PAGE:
It might make sense that when an advertiser pays to place an ad on a site they would want to know on which site their ad is being placed.

But hey, this is the new age of advertising, man, not everything has to make sense all the time – like advertisers paying for ads that nobody sees. Which happens about half of the time.

But thankfully, we’re not here to talk about viewability (there’s enough people doing that for us). We’re here to talk about transparency – the notion that an advertiser might want to know where their ads are ending up.

Strictly in terms of total 2015 media bombardment, if viewability is the golden boy star athlete, and ad fraud is his annoying, occasionally forgotten little brother, then transparency is the weird uncle who was last seen on a dubious solo trip to Myrtle Beach and hasn’t been heard from since.

In other words, no one really talks about it anymore.

Which is a shame. Transparency is really important.

Forget Viewability, Let’s Talk About Transparency

Transparency assures advertisers they run ads on the sites they want, on the sites where their target audience lives, and not on the sites that could be considered – “ahem” – inappropriate.

And even if the ad is placed on the site the advertiser wants, there’s often questions about whether or not the ad was even viewable (dammit, I guess we do have to talk about viewability).

But the reality is that transparency talks usually happen at the negotiation level between the advertiser and their ad tech partner, and as such they can be a bit “hush hush.”

It can get awkward:

Advertiser: “So… how transparent are you?”

Ad tech partner: “We are fully transparent, here is our available site list.”

Advertiser: “Oh, that’s impressive and all but.. how do I know if my ads will actually run on these sites?”

Ad tech partner: “You’ll just have to trust us.”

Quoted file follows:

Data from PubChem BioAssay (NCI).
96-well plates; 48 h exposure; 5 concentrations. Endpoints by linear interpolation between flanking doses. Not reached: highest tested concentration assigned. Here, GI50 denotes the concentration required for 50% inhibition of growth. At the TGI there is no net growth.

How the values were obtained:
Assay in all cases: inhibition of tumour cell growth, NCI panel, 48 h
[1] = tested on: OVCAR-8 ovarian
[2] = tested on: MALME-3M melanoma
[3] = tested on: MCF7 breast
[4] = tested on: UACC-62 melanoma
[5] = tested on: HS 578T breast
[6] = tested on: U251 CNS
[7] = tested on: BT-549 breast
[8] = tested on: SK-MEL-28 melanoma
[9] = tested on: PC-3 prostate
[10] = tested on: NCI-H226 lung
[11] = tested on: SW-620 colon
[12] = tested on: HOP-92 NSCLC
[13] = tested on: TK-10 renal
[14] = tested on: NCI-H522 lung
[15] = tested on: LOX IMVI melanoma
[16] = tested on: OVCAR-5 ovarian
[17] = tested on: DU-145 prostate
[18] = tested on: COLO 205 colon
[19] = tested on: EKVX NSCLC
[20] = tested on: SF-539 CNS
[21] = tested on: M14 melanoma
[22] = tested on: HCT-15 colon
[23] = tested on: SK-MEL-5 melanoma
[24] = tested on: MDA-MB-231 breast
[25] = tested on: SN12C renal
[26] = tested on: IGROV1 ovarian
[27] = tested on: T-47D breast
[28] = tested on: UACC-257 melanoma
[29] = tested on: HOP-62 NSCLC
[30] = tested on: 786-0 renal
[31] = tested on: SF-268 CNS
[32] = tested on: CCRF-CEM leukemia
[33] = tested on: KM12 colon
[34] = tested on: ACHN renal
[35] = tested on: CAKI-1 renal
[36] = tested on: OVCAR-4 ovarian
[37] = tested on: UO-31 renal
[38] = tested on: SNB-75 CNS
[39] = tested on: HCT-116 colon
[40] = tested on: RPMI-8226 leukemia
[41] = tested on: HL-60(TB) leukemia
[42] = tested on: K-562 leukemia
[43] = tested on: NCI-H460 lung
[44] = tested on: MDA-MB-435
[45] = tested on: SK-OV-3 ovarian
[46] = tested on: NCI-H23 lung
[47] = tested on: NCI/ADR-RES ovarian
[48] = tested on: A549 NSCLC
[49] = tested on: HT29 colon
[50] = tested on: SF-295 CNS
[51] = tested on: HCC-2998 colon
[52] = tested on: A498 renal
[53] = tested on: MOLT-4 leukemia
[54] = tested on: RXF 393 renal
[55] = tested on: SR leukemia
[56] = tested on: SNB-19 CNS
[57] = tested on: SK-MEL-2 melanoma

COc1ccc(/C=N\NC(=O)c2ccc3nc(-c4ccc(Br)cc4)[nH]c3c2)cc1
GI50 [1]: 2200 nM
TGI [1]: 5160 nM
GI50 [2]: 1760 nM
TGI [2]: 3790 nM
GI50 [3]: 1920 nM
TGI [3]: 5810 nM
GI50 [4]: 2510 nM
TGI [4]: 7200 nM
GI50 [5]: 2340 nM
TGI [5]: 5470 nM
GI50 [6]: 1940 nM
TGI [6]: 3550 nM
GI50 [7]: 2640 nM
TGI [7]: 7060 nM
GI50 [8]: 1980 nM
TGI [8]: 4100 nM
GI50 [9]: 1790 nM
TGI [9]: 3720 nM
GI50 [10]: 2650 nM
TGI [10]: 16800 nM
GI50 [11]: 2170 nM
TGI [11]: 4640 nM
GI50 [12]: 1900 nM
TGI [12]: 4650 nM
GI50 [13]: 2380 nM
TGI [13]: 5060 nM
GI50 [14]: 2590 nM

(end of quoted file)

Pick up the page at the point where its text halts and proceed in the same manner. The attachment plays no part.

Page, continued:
Advertiser: “Oh.”

Ah, trust. If there’s one thing the advertising industry (and business in general) hasn’t historically been very good at, it’s garnering trust.

So what’s an advertiser to do?

Programmatic Tries to Save the Day

For a while, it seemed as though advertisers wouldn’t have to do anything. Technology played its hand and a solution was born: programmatic advertising.

Programmatic technologies allow advertisers to select inventory from a range of sites in an automated fashion on an open market, theoretically providing greater transparency into where ads are being placed and the price the impressions are being sold for.

That technology was predicted to supplant the traditional methods of negotiating with ad tech partners directly because it offers efficiency. Yet, it hasn’t and doesn’t appear like it will. While programmatic buying may provide efficient variety, advertisers will always have a need for specificity.

So the transparency question remains.

In recent years, a lot of work has been done to assuage advertiser fears that they don’t know where their ads are being placed, and wouldn’t approve if they ever found out.

Many ad tech partners have come out as “premium” ad networks, offering 100% transparency coupled with a shiny selection of well-known, reputable publishers that would make any advertiser giddy.

But just because a partner might claim 100% transparency, doesn’t mean it actually happens. And maybe they do have a glitzy list of publishers they buy inventory from, but that doesn’t mean an advertiser’s ad will actually appear on those sites.

How to Tell if Your Ad Tech Partner is Transparent

Luckily, there are a few ways to know if an ad tech partner is truly transparent. Here’s what an advertiser can look for/ask about:

  1. A site list of “possible publishers” is a great place to start, but see if the ad tech partner can manually check each site for available impressions before the campaign runs. Then, the partner should be able to whitelist/blacklist any sites the advertiser wants/doesn’t want.
  2. Does your partner offer post-campaign site reports that not only include which sites were hit, but the breakdown of total impressions served and the percent viewed and clicked?
  3. See if they accept third-party tracking tags. These tags can figure out exactly where ads ran, which adds veracity to the post-campaign reporting.
  4. A pre-bid verification tool. This will guarantee value by evaluating publisher reliability and pricing so the advertiser ensures viewability at the best prices available.
  5. A viewability sensor. Even if the ads are placed on sites the advertiser wants, they may not be viewable. Having technology that optimizes for viewable placements in real-time while the campaign is running is crucial to determining the value of a campaign.

You see, transparency isn’t about micromanagement, nor is it really even about trust.

Transparency is about value.

If an advertiser doesn’t know where their ads are being placed, then they can’t determine the reasons behind the ads’ success or failure.

As the old saying goes, if it can’t be measured, it can’t be managed.

And in this case that’s probably true.